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Identification of factors influencing risks and the relationship of risks to audit evidence

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After performing preliminary analytical procedures and planning activities for Pinnacle Manufacturing, I have found several factors influencing inherent risks and acceptable audit risk. I have categorized the determinants of acceptable audit risk into three different factors: external users’ reliance on financial statements, likelihood of financial difficulties, and management integrity. All the calculations in detail are listed at the end of this report.

External users’ reliance on financial statements
Pinnacle is a medium-sized corporation, with total assets of $115,434,790, which suggests a fairly large number of external users rely on the financial statements. The Board of Directors has considered selling the Machine-Tech division. This sparks up interest to the users as to find out the reason behind it. It currently has a debt-to-equity ratio of 0.66. But, the Board of Directors has decided to raise a significant amount of debt to finance the construction of a new manufacturing plant for the Solar-Electro division. This would increase the debt-to-equity ratio, which could generate concerns to investors. It is sensible to assess a low acceptable audit risk when the external users rely greatly on the financial statements, which is the case in this audit.

Likelihood of financial difficulties
Its 2012 current ratio and quick ratio are 1.93 and 0.75 respectively. Its 2013 current ratio and quick ratio are 1.75 and 0.69 respectively. This suggests the company is still healthy in terms of carrying cash and cash equivalents, even though its current liabilities have increased in 2013. Its Income before Income Tax for 2013, 2012, and 2011 are $2,093,162, $1,897,352, and $3,059,187 respectively. There is no significant trend of lowering income. Large amount of debt can bring solvency issues to the company. It currently has $2,067,643 of short-term debt and $24,420,090 of long-term debt. It also has two restrictive covenants of keeping the current ratio above 2.0 and debt-to-equity ratio below 1.0 at all times. As mentioned above, its current ratio is not above 2.0.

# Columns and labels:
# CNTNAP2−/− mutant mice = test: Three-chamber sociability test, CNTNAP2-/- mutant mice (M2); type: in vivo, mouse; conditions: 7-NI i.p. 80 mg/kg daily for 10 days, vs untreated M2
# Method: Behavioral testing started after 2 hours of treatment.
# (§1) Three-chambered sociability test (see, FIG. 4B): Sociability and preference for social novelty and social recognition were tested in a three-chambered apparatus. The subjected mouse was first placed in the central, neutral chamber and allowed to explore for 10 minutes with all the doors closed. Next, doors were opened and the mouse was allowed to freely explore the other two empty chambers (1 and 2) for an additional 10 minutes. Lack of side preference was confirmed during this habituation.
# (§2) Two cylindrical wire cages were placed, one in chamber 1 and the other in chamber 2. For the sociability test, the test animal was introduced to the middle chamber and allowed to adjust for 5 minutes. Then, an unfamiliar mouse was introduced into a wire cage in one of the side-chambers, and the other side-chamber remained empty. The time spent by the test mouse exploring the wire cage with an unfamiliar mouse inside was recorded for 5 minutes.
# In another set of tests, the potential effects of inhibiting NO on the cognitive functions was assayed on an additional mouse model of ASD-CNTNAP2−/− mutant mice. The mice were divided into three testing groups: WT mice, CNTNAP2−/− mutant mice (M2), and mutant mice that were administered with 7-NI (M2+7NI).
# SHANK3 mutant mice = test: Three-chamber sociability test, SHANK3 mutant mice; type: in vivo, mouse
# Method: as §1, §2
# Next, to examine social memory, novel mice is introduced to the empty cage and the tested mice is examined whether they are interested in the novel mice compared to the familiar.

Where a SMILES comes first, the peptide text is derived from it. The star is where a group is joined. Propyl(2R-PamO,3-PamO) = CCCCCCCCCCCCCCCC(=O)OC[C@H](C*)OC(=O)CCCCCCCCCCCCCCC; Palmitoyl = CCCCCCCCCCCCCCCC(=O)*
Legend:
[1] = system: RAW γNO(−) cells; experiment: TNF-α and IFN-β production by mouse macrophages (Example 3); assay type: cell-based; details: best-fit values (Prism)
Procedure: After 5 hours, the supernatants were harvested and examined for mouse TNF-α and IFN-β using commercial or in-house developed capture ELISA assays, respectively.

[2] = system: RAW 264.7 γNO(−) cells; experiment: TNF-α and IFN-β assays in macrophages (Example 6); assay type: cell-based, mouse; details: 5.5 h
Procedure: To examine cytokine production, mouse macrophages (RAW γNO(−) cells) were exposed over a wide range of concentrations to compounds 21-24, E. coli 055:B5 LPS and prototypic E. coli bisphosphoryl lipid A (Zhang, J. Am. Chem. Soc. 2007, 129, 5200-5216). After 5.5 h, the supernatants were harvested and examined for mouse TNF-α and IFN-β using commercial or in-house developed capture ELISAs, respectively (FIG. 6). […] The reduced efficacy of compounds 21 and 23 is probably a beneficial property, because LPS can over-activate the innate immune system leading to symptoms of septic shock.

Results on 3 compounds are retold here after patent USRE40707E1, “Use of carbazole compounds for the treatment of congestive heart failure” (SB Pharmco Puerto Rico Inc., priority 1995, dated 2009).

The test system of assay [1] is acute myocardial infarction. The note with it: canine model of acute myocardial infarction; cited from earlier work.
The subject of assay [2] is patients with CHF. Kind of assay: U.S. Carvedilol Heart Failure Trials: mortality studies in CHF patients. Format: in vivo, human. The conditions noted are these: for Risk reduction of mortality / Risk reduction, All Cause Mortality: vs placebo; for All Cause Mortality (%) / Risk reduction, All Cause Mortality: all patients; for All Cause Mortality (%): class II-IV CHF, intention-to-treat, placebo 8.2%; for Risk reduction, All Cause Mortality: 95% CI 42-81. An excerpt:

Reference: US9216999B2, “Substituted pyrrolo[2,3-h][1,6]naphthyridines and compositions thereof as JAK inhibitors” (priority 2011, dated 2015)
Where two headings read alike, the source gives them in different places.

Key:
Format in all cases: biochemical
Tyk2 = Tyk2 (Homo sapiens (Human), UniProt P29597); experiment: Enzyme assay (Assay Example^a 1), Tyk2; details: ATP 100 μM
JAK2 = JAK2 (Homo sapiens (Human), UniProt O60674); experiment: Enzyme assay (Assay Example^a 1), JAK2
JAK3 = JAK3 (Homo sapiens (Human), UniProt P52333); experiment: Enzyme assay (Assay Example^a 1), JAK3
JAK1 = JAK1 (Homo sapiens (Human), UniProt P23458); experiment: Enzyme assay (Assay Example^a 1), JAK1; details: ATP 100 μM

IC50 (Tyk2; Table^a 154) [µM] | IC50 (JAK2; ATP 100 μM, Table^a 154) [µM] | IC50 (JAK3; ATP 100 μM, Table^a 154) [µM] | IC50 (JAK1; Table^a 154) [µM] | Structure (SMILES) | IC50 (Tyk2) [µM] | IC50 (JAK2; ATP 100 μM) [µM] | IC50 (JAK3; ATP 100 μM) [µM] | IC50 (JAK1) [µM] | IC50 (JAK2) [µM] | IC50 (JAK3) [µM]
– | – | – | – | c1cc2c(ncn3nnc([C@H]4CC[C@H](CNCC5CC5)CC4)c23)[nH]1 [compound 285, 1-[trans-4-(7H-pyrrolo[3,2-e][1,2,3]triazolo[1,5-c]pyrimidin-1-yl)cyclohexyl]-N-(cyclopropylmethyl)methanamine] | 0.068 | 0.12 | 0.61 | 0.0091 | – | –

So, this has the potential of bringing financial difficulties to the company. One of its divisions, Solar-Electro, is in an inherently risky business as it falls under the technology category. Things turn obsolete very fast in this industry, so this could lead to financial difficulties as well. Plus, the regulations of EPA, management is relying upon to increase sales of the Solar-Electro division, is potentially not going into effect for at least ten years. With the above-mentioned factors for financial difficulties being considered, it is reasonable to assess a medium acceptable audit risk.

Management Integrity
Pinnacle has an ongoing dispute with the Internal Revenue Service. Also, during the tour of the warehouse, I noticed a section of solar-powered engines that do not look like the ones advertised on their website. Finally, there is significant turnover at the higher-level positions in the internal audit department. This could potentially bring controls issues, so we need to do more research on this matter. Aside from these three issues, there does not seem to be any problem with the management. Overall, after considering all the three factors, and the fact that we are auditing Pinnacle Manufacturing for the first time, I believe it is reasonable to assess a low acceptable audit risk. The major reasons as to why we should assess a low acceptable audit risk are: Its Solar-Electro division could potentially not be meeting its sales forecasts for the upcoming ten years.